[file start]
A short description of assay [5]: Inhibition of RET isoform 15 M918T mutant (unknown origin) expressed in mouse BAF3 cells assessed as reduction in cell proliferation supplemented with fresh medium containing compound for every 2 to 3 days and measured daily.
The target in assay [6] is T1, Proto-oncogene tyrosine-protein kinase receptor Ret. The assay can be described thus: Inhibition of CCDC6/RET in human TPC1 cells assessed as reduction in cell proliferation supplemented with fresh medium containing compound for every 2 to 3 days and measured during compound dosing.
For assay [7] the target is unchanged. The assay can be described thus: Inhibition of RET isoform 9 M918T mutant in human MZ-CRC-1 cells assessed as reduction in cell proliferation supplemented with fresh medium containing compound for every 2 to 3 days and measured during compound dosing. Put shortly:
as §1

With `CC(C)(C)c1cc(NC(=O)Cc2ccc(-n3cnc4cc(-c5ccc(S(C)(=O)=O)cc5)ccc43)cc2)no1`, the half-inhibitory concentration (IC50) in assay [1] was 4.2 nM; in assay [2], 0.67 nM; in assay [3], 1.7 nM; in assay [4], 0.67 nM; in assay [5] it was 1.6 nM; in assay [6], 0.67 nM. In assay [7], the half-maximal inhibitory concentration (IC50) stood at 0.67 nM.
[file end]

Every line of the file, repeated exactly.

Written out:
A short description of assay [5]: Inhibition of RET isoform 15 M918T mutant (unknown origin) expressed in mouse BAF3 cells assessed as reduction in cell proliferation supplemented with fresh medium containing compound for every 2 to 3 days and measured daily.
The target in assay [6] is T1, Proto-oncogene tyrosine-protein kinase receptor Ret. The assay can be described thus: Inhibition of CCDC6/RET in human TPC1 cells assessed as reduction in cell proliferation supplemented with fresh medium containing compound for every 2 to 3 days and measured during compound dosing.
For assay [7] the target is unchanged. The assay can be described thus: Inhibition of RET isoform 9 M918T mutant in human MZ-CRC-1 cells assessed as reduction in cell proliferation supplemented with fresh medium containing compound for every 2 to 3 days and measured during compound dosing. Put shortly:
as §1

With `CC(C)(C)c1cc(NC(=O)Cc2ccc(-n3cnc4cc(-c5ccc(S(C)(=O)=O)cc5)ccc43)cc2)no1`, the half-inhibitory concentration (IC50) in assay [1] was 4.2 nM; in assay [2], 0.67 nM; in assay [3], 1.7 nM; in assay [4], 0.67 nM; in assay [5] it was 1.6 nM; in assay [6], 0.67 nM. In assay [7], the half-maximal inhibitory concentration (IC50) stood at 0.67 nM.